In 1996 California voters passed Proposition 215—popularly known as the Compassionate Use Act—allowing patients with a valid medical sign-off to cultivate marijuana for medical use. Eighteen years later, medical marijuana dispensaries have exploded in number across the state.

The vague statutes created by Prop 215 and piecemeal approach to follow-up legislation have created a headache for law enforcement professionals and local elected officials alike. Public officials across the state have found state laws associated with medical marijuana to be chaotic, conflicting and at times, unworkable.

Local government officials are hoping to find increased clarification on these issues in SB 1262, a bill proposed by Senator Lou Correa (D-Santa Ana).

The bill is supported by the California Police Chiefs Association (CPCA) and the League of California Cities. A total of nine law enforcement groups have pledged their support as well as an organization that represents nearly five thousand inner-city churches.

According to the League’s website, “Senate Bill 1262 will provide what we have lacked in California since the voters approved Proposition 215 in 1996: a responsible, health-based regulatory scheme that upholds local control, squarely addresses public safety concerns, and includes important health and safety requirements.”

Specifically, SB 1262 would require dispensary licensing from the State Department of Public Health and would make these licenses subject to the restrictions of local jurisdictions in an effort to bolster local control. The State Department of Public Health would further establish quality assurance standards and testing in order to ensure the safety of cannabis-related products. Enforcement of these statutes would be implemented by county health departments.

However, law enforcement is quick to point out that SB 1262 is not an endorsement of recreational pot use.

“This legislation is not an endorsement of the legalization of recreational marijuana. Rather, SB 1262 provides a much needed and long overdue framework to effectively implement Prop. 215,” Chief Landy Black of Davis said to The Aggie.

In 2013, there were a number of proposed bills aimed at fine-tuning the regulation of medical marijuana. Notably, AB 604 (Ammiano, Steinberg) sought clearer rules for the cultivation and use of cannabis for medical purposes.

The last-minute effort to pass the bill before the end of the legislative session was stymied by opposition from local government and law enforcement, including from the California Police Chiefs Association (CPCA).

“Much of the language [of Ammiano’s bill] was cosmetic and didn’t have teeth behind it,” remarked Lauren Michaels, policy analyst for the CPCA. “SB 1262 completely protects local control and enforcement. This is one of the League of California Cities’ biggest priorities and it is a priority for law enforcement as well.”

Another issue that SB 1262 addresses is quality control. According to Michaels, “Many medical marijuana patients do not know the contents of their edibles.”

Michaels admitted that some dispensaries take it upon themselves to partner with a testing lab in order to ensure the contents of their edibles. However, she points out that dispensaries who take such precautions are few and far between. Some testing centers that have been in contact with the CPCA has reported some products as containing strands of E. coli or covered in DDT.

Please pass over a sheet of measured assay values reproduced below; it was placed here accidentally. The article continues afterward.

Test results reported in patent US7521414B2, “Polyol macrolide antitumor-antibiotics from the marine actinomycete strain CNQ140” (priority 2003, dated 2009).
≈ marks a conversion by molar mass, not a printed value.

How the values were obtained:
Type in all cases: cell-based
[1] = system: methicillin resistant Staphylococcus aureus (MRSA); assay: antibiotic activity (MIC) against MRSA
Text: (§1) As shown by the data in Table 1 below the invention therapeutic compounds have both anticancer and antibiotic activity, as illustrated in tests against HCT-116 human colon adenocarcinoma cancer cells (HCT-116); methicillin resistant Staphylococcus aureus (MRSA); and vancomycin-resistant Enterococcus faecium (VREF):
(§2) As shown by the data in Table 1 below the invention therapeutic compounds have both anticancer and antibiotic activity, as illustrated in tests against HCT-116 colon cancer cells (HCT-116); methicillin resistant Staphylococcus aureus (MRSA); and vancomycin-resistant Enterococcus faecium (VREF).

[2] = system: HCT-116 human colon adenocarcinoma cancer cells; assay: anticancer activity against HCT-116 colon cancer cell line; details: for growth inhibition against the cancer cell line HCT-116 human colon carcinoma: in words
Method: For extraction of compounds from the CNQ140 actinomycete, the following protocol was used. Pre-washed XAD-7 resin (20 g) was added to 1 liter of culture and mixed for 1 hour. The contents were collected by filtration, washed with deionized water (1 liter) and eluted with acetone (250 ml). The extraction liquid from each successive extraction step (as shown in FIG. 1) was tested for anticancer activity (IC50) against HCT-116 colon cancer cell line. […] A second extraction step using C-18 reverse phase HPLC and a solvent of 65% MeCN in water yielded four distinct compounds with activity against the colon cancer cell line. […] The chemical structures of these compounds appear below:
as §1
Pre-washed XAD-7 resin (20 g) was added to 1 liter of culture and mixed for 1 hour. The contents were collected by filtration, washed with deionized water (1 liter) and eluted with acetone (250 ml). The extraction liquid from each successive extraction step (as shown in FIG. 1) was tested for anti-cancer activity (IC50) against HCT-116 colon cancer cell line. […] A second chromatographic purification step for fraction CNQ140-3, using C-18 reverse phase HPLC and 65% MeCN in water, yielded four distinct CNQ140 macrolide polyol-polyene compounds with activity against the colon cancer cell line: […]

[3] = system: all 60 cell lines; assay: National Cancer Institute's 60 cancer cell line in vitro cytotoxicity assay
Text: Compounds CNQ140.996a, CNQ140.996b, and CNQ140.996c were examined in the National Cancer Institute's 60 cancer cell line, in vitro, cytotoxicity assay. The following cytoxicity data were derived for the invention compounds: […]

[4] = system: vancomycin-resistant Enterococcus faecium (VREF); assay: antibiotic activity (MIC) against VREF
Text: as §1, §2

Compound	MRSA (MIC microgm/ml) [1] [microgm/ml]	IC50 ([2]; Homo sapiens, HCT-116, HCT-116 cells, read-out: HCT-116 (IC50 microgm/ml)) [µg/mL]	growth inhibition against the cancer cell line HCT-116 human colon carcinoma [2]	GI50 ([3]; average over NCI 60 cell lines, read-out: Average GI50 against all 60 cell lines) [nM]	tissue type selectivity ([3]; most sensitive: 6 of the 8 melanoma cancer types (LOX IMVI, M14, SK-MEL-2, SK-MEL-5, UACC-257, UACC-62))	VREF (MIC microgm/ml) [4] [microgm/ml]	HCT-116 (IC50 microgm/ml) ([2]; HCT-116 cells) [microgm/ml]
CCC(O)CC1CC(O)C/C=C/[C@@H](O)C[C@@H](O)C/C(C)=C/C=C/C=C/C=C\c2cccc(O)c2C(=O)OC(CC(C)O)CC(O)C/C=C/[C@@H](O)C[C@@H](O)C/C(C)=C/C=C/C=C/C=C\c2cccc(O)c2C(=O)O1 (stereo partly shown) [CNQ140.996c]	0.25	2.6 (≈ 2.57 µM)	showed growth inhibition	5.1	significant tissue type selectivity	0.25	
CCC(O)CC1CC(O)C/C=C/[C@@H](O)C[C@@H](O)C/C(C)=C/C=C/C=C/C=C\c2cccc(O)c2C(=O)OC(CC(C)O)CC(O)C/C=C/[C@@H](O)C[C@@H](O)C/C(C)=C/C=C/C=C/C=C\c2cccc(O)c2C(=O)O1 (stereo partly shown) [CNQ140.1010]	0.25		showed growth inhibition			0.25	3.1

SB 1262 faces opposition from California NORML, an organization dedicated to the reform of the state’s marijuana laws.

“While we strongly oppose SB 1262’s provisions restricting physician recommendations, we regard the remaining portions of the bill as a constructive, practical step towards legal regulation, in accordance with Prop 215’s mandate for a system of ‘safe and affordable distribution of marijuana to all patients in medical need,’” remarked Cal NORML Director Dale Gieringer.

Law enforcement has come a long way on the issue, acknowledged by Grieringer’s statement that the bill amounts to a “constructive, practical step” toward fair and legal enforcement. Previously the CPCA stood in ardent opposition to any bill relaxing the regulations on marijuana.

Law enforcement representatives hope this change of heart will be seen as a proactive approach and signify that they are willing to come to the table to craft effective policy aimed at alleviating confusions and contradictions in current state law.

“We are committed to providing safe access as it is a legitimate health issue, but medical marijuana is a billion dollar industry that requires looking at it from a medical- and safety-based angle,” remarked Chula Vista Chief David Bejarano, former San Diego Police Chief and current 1st Vice President of the CPCA. “We simply want to employ a policy that is reasonable, provides oversight and protects everyone from the patient to the grower to our neighborhoods.”

SB 1262 is up for consideration in the State Senate’s Business and Professions Committee on Monday. If passed, the bill will be up for a vote in the Senate Health Committee and then the Senate Floor before heading to the Assembly.

Read the bill in its entirety here.